The conference will provide tools for truck drivers while advancing a voice for RWIT and its members. The sessions will include information on improving technical skills for drivers, promoting advocacy through social media, transitioning company drivers to owner-operator, and much more. A forum of truck driver advocates will also discuss issues that affect the industry. Notable speakers include Allen Smith, host of ‘Ask the Trucker;’ Anne Balay, published author of Steel Closets: Voices of Gay, Lesbian, and Transgender Steelworkers, a former truck driver, and writer of a recent op-ed published in The New York Times “Long-Haul Sweatshops;” and Christine Gray, Becca Kennedy and Shannon Morris, truck drivers, and advocates for the safety and success of women truck drivers.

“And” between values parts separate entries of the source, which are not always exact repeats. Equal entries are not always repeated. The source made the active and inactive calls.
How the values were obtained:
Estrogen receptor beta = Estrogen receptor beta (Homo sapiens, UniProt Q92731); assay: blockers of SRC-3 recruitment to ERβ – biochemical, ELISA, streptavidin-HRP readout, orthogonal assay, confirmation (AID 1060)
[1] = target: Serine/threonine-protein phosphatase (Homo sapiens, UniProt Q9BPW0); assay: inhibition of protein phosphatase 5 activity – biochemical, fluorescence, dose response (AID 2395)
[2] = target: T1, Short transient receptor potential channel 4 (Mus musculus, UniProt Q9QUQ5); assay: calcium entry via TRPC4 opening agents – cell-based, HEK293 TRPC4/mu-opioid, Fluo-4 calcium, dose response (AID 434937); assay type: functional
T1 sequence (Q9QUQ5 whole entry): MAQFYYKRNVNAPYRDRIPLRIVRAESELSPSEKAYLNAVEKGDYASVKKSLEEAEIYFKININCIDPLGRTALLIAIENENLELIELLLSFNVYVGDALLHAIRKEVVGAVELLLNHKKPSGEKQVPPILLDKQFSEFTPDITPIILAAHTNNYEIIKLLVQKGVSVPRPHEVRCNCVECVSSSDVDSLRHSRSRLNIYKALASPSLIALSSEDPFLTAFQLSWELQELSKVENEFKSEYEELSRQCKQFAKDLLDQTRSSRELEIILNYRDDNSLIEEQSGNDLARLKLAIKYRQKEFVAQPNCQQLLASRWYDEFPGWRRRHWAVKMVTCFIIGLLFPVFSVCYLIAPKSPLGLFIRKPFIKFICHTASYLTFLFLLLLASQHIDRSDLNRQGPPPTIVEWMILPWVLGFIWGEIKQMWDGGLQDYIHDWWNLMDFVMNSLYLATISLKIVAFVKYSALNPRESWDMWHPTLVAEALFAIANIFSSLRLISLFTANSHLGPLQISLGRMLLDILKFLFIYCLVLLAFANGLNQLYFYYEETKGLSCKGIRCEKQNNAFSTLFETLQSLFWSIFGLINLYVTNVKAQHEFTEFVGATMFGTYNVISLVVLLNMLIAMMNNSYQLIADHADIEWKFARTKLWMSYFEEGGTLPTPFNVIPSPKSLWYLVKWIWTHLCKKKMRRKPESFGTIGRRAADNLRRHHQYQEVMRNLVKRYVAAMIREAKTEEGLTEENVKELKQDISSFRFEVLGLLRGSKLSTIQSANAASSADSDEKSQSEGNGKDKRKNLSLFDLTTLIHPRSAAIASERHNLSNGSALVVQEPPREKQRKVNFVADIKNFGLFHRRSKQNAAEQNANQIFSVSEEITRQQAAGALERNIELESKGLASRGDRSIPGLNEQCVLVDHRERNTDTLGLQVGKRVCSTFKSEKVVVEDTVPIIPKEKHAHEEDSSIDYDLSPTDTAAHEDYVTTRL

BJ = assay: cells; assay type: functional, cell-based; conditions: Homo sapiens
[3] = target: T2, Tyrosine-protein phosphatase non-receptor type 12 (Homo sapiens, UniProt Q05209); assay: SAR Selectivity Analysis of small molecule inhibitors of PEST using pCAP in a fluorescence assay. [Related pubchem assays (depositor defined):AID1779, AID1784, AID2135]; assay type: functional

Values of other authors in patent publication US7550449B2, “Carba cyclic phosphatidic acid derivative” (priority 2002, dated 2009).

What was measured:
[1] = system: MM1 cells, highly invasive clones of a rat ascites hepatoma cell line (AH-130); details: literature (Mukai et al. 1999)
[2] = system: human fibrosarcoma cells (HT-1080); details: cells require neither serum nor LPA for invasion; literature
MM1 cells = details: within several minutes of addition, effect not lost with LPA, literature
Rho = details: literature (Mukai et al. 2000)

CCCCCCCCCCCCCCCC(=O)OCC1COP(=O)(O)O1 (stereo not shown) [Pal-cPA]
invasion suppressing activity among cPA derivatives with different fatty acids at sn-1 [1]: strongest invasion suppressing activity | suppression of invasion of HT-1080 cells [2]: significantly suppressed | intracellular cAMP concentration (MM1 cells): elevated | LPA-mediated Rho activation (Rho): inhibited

All interested drivers, professionals within the truck driving industry, and others who encourage and support women truck drivers are invited. Families or significant others are also welcome. The conference schedule has been planned to allow plenty of leisure time to enjoy cruise activities. For those interested in supporting this important event, sponsorship opportunities are available at five levels with details provided at RWIT Lady Truck Driver Conference.

Nominations for outstanding female truck drivers, the “Queen of the Road” awards, are welcome. Awards will be presented to three outstanding women who have demonstrated dedication and tenacity in their efforts to become professional commercial motor vehicle (CMV) operators. Nominees must either be past or present CMV drivers that fit the R.E.A.L. criteria, which stands for Reaching Out, Encouraging Others, Achieving Personal Success and Leadership. Nominations will be accepted beginning Thursday, September 1 with a deadline of Monday, November 7, 2016.